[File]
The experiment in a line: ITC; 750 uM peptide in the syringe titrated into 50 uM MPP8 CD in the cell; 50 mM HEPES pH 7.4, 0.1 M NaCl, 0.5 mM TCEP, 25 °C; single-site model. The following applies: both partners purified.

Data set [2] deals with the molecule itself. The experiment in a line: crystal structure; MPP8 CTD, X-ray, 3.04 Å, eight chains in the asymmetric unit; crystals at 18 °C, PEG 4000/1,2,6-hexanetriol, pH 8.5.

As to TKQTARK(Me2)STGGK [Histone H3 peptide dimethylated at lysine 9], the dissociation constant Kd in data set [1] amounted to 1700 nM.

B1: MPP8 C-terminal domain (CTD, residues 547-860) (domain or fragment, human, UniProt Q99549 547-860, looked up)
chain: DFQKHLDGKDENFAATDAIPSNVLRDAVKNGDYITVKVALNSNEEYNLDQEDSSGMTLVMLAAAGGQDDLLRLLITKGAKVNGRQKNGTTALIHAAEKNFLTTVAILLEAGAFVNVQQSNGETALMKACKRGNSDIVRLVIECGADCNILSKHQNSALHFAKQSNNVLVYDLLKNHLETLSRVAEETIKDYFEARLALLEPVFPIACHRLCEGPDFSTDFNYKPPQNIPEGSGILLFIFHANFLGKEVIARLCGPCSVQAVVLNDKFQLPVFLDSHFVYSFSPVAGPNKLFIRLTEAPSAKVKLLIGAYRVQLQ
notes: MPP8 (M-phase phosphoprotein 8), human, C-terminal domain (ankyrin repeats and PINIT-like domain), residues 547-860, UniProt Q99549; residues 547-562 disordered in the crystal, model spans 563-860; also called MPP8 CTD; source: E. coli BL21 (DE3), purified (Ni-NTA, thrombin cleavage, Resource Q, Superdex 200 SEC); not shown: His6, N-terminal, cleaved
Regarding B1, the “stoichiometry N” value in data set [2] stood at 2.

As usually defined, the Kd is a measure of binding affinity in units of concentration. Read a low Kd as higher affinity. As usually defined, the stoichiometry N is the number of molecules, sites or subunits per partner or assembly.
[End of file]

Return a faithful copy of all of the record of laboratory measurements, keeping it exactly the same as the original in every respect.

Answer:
The experiment in a line: ITC; 750 uM peptide in the syringe titrated into 50 uM MPP8 CD in the cell; 50 mM HEPES pH 7.4, 0.1 M NaCl, 0.5 mM TCEP, 25 °C; single-site model. The following applies: both partners purified.

Data set [2] deals with the molecule itself. The experiment in a line: crystal structure; MPP8 CTD, X-ray, 3.04 Å, eight chains in the asymmetric unit; crystals at 18 °C, PEG 4000/1,2,6-hexanetriol, pH 8.5.

As to TKQTARK(Me2)STGGK [Histone H3 peptide dimethylated at lysine 9], the dissociation constant Kd in data set [1] amounted to 1700 nM.

B1: MPP8 C-terminal domain (CTD, residues 547-860) (domain or fragment, human, UniProt Q99549 547-860, looked up)
chain: DFQKHLDGKDENFAATDAIPSNVLRDAVKNGDYITVKVALNSNEEYNLDQEDSSGMTLVMLAAAGGQDDLLRLLITKGAKVNGRQKNGTTALIHAAEKNFLTTVAILLEAGAFVNVQQSNGETALMKACKRGNSDIVRLVIECGADCNILSKHQNSALHFAKQSNNVLVYDLLKNHLETLSRVAEETIKDYFEARLALLEPVFPIACHRLCEGPDFSTDFNYKPPQNIPEGSGILLFIFHANFLGKEVIARLCGPCSVQAVVLNDKFQLPVFLDSHFVYSFSPVAGPNKLFIRLTEAPSAKVKLLIGAYRVQLQ
notes: MPP8 (M-phase phosphoprotein 8), human, C-terminal domain (ankyrin repeats and PINIT-like domain), residues 547-860, UniProt Q99549; residues 547-562 disordered in the crystal, model spans 563-860; also called MPP8 CTD; source: E. coli BL21 (DE3), purified (Ni-NTA, thrombin cleavage, Resource Q, Superdex 200 SEC); not shown: His6, N-terminal, cleaved
Regarding B1, the “stoichiometry N” value in data set [2] stood at 2.

As usually defined, the Kd is a measure of binding affinity in units of concentration. Read a low Kd as higher affinity. As usually defined, the stoichiometry N is the number of molecules, sites or subunits per partner or assembly.